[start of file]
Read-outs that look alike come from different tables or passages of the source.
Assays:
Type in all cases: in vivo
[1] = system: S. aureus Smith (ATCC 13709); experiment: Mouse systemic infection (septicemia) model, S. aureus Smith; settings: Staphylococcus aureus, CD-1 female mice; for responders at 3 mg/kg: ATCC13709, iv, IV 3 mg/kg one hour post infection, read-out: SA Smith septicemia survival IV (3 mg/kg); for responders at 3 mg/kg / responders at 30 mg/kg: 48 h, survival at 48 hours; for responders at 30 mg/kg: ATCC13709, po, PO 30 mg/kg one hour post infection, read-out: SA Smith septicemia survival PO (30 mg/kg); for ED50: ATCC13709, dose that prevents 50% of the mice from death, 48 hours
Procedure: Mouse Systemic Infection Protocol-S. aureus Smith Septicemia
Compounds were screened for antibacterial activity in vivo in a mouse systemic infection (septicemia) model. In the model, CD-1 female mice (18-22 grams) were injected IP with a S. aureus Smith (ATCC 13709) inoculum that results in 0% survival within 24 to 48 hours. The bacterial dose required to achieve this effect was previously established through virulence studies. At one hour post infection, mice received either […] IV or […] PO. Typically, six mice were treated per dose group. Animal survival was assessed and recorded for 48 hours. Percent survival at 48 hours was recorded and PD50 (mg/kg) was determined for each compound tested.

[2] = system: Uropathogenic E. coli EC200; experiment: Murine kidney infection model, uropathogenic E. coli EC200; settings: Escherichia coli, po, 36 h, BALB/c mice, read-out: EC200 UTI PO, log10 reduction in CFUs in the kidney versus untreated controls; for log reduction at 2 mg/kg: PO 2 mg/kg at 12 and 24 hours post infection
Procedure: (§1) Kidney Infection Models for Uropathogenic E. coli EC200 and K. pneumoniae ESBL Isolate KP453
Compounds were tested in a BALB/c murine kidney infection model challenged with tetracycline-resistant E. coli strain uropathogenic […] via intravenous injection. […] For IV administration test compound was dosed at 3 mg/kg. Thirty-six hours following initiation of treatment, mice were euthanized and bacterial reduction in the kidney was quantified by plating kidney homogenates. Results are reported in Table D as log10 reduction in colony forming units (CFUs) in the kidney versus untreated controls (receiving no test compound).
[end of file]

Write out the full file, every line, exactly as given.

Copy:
Read-outs that look alike come from different tables or passages of the source.
Assays:
Type in all cases: in vivo
[1] = system: S. aureus Smith (ATCC 13709); experiment: Mouse systemic infection (septicemia) model, S. aureus Smith; settings: Staphylococcus aureus, CD-1 female mice; for responders at 3 mg/kg: ATCC13709, iv, IV 3 mg/kg one hour post infection, read-out: SA Smith septicemia survival IV (3 mg/kg); for responders at 3 mg/kg / responders at 30 mg/kg: 48 h, survival at 48 hours; for responders at 30 mg/kg: ATCC13709, po, PO 30 mg/kg one hour post infection, read-out: SA Smith septicemia survival PO (30 mg/kg); for ED50: ATCC13709, dose that prevents 50% of the mice from death, 48 hours
Procedure: Mouse Systemic Infection Protocol-S. aureus Smith Septicemia
Compounds were screened for antibacterial activity in vivo in a mouse systemic infection (septicemia) model. In the model, CD-1 female mice (18-22 grams) were injected IP with a S. aureus Smith (ATCC 13709) inoculum that results in 0% survival within 24 to 48 hours. The bacterial dose required to achieve this effect was previously established through virulence studies. At one hour post infection, mice received either […] IV or […] PO. Typically, six mice were treated per dose group. Animal survival was assessed and recorded for 48 hours. Percent survival at 48 hours was recorded and PD50 (mg/kg) was determined for each compound tested.

[2] = system: Uropathogenic E. coli EC200; experiment: Murine kidney infection model, uropathogenic E. coli EC200; settings: Escherichia coli, po, 36 h, BALB/c mice, read-out: EC200 UTI PO, log10 reduction in CFUs in the kidney versus untreated controls; for log reduction at 2 mg/kg: PO 2 mg/kg at 12 and 24 hours post infection
Procedure: (§1) Kidney Infection Models for Uropathogenic E. coli EC200 and K. pneumoniae ESBL Isolate KP453
Compounds were tested in a BALB/c murine kidney infection model challenged with tetracycline-resistant E. coli strain uropathogenic […] via intravenous injection. […] For IV administration test compound was dosed at 3 mg/kg. Thirty-six hours following initiation of treatment, mice were euthanized and bacterial reduction in the kidney was quantified by plating kidney homogenates. Results are reported in Table D as log10 reduction in colony forming units (CFUs) in the kidney versus untreated controls (receiving no test compound).